Based on league awards, the Cincinnati Bearcats have had the best player in the American Athletic Conference in each of the last two seasons. Last spring, Jarron Cumberland earned the league’s Player of the Year honor roughly 12 months after Gary Clark took home the same hardware for his work during the 2017-18 campaign. However, Clark graduated soon after collecting the honor. With Cumberland, the Bearcats have the good fortune to enjoy his talents for another season.
Of course, that was far from a certainty right after last season ended. Cumberland had a real decision to make about his future. The head coach he had played for left for UCLA and, considering how well Cumberland played last season, his chances at playing at the next level were as high as they’d ever been. Ultimately, Cumberland opted to stick around in Cincinnati which was great news for the Bearcats and terrible news for everybody else.
The hype around Cumberland is much more far reaching entering this season, but there were lofty expectations placed on his shoulders last autumn as well. He was tasked with the difficult job of taking up the mantle of leadership from departing players like Clark, Jacob Evans and Kyle Washington. He wasn’t without experience in that regard. After providing a spark as a much touted freshman during the 2016-17 season, the 6’5” wing worked his way into the starting lineup for the 2017-18 campaign and flourished as a complimentary player to the veterans already installed in the starting lineup. However, with his 27-point outburst against Georgia State in the first round of the NCAA Tournament and a another strong showing in a devastating loss to Nevada in the second, Cumberland announced that he could lead the Bearcats once Clark, Evans and Washington were gone.
Cumberland did that and more. Of all the stats you can marvel over from his junior season, the one I keep coming back to is his usage rate, which finished at a sky-high mark of 32 percent. He led the entire AAC in the category and was the first Bearcat since Sean Kilpatrick in 2013-14 to log at least 30 total minutes and end a season at 30 percent or higher. That meant Cumberland was constantly playing with the ball in his hands while carrying an immense amount of the offensive responsibility, both in terms of scoring and creating.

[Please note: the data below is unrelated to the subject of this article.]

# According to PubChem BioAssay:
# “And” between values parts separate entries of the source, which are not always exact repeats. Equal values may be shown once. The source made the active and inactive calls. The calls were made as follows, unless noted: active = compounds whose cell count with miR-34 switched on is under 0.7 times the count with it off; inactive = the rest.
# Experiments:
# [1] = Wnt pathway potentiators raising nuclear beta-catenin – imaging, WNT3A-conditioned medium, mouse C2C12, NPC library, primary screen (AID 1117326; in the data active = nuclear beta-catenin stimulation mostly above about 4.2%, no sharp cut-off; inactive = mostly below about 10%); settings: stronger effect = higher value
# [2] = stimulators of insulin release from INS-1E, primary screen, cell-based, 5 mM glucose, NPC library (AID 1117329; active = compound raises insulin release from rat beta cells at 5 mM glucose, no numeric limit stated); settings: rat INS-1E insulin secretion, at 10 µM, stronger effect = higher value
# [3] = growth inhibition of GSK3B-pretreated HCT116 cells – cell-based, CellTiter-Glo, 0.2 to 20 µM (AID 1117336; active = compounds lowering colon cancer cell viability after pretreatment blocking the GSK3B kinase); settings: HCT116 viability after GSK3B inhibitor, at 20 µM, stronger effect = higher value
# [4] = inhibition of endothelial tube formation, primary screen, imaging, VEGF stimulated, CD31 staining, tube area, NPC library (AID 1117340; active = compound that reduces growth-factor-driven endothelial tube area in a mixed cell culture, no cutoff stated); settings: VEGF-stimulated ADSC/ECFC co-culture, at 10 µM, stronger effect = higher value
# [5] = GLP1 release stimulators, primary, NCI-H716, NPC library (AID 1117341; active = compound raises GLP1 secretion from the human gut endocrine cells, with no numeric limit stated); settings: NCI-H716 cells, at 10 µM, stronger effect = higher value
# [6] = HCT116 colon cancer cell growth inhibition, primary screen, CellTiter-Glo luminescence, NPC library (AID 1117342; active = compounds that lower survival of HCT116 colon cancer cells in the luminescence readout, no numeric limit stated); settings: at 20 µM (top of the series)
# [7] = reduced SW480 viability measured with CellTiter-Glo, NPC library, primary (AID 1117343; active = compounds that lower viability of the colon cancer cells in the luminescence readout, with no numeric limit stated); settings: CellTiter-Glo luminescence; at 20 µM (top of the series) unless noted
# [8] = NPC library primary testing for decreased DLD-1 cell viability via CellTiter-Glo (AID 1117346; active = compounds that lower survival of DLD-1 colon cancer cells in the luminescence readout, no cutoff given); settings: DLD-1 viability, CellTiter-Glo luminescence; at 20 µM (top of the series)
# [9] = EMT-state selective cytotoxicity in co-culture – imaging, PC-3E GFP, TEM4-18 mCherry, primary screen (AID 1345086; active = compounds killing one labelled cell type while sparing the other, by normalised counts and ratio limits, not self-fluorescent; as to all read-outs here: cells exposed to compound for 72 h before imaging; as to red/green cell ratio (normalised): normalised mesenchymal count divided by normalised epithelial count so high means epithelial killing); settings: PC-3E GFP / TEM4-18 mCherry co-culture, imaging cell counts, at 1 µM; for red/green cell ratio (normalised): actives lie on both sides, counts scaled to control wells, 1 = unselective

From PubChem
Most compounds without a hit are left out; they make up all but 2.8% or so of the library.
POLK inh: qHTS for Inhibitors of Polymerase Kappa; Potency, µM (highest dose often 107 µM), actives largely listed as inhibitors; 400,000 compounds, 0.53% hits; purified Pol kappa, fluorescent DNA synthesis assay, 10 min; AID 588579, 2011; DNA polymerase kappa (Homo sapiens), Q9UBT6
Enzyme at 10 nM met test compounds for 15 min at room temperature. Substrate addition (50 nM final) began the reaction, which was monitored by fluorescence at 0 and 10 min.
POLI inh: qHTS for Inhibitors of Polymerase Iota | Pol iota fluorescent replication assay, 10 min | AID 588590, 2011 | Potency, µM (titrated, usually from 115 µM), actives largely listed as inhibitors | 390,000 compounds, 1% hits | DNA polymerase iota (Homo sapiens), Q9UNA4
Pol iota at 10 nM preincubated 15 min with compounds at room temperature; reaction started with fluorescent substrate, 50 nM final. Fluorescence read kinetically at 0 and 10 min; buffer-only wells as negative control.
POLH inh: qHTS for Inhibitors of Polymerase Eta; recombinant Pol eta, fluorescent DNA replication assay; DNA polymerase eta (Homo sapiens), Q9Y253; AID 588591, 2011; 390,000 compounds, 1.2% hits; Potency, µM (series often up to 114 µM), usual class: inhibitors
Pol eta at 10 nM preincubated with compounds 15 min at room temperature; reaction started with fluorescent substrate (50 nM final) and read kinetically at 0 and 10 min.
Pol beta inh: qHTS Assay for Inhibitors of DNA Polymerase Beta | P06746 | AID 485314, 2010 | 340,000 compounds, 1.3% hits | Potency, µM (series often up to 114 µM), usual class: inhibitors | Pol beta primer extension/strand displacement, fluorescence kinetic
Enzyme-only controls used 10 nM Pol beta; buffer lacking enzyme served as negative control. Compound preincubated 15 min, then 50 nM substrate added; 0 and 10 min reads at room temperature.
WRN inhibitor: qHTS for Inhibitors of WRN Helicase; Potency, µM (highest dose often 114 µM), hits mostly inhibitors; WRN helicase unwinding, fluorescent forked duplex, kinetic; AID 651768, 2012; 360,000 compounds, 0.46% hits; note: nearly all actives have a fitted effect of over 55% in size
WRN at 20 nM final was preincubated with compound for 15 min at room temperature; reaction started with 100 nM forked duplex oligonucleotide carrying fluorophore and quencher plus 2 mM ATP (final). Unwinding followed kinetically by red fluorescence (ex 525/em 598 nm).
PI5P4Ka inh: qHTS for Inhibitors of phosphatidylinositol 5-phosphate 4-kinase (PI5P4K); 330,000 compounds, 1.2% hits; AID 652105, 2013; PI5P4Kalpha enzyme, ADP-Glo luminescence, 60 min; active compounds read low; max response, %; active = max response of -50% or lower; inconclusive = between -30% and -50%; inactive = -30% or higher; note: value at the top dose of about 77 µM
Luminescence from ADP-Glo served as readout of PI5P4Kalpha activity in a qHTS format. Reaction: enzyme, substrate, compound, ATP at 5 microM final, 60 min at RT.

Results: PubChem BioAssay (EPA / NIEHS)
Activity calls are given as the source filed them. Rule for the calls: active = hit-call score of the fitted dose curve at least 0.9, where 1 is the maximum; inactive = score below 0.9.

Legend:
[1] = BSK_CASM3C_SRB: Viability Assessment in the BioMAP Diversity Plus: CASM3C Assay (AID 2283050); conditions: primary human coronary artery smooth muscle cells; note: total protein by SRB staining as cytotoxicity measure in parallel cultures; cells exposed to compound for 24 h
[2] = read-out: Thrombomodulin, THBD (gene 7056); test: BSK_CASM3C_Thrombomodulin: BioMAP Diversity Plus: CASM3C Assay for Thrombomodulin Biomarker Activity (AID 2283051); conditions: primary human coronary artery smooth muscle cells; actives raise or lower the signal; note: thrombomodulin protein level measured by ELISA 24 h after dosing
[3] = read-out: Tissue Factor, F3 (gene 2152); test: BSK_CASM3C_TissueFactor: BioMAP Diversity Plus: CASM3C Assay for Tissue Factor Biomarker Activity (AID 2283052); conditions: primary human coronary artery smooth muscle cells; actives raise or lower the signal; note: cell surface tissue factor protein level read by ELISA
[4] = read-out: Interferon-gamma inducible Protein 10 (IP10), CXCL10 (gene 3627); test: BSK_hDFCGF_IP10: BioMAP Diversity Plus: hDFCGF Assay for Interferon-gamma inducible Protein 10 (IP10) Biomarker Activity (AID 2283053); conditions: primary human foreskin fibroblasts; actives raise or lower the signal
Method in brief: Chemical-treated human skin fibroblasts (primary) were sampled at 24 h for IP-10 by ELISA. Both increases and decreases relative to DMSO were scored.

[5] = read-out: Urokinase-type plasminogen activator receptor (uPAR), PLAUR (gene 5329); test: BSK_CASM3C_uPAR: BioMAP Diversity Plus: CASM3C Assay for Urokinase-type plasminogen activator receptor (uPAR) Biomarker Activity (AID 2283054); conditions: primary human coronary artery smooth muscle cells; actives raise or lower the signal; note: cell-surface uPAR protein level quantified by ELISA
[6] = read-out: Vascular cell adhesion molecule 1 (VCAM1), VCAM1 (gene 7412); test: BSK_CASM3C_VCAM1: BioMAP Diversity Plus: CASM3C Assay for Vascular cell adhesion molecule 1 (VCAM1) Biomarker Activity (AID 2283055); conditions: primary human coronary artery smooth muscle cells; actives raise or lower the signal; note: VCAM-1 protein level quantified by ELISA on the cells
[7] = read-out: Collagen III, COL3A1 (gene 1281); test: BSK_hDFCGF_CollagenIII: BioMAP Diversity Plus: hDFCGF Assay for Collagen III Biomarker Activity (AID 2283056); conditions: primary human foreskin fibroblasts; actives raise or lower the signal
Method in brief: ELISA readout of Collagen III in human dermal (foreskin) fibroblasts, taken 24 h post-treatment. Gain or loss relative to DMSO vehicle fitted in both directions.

Luckily for the Bearcats, he was great at both of those things. As a player with an already well-developed offensive game, there was every reason to expect that Cumberland would become one of the best individual scorers in the AAC last season but he squashed what we now know were meager expectations. He posted a career-high of 18.8 points per game and reached the 20-point plateau 17 times, including 33 points in the AAC title game against Houston. He was able to get buckets in all manner of ways. He scorched nets from three-point range, making a career-high 38.8 percent from distance on 5.9 attempts per game. He also continued to build on his repertoire and put the ball on the floor and will himself to the rim or the free-throw line, hitting a personal-best 77.3 percent at the stripe, while posting marks of 53.7 percent in true shooting rate and 48.2 percent in effective shooting rate.
Considering teams always knew he would have the ball, it was even more impressive that Cumberland was able to score like he did. However, he brought his offensive game to an entirely new level by displaying elite playmaking skills. He averaged 3.6 assists per game, which was the best mark of his career and his assist rate jumped from below 20 percent to 25.6 percent, which led all Bearcats who played in at least 10 games. As he began dropping dimes more, his ball security remained steady. Yes, his volume of turnovers increased, but his turnover rate dropped slightly from 14 percent in 2017-18 to 13.6 percent. Essentially maintaining the rate he had the previous season while experiencing a tremendous increase in touches was an impressive feat.
With all the stress he dealt with on offense, Cumberland did take a bit of a step back on defense. His defensive rating finished at 98.6 and he had 1.9 defensive win shares, which were both below the totals he had produced the prior season. However, both of those statistics show that he was a slightly better than average defender while he also made improvements on the glass, setting a personal-best rebound rate of 8.2 percent. That type of work on defense and the boards is nothing to scoff at especially when you combine it with his offensive dominance, even if its offensive rating stayed relatively the same.
When you add it all together, Cumberland finished with 5.5 total win shares and a player efficiency rating of 23.0, ranking third and tying for third in those categories, respectively, in the AAC. Such production allowed Cumberland to lead last year’s team to a second-straight AAC tournament title and a ninth-straight trip to the NCAA Tournament. The roster around Cumberland will be much different this season, but as long the defending AAC Player of the Year is around, the results the Bearcats produce should remain the same.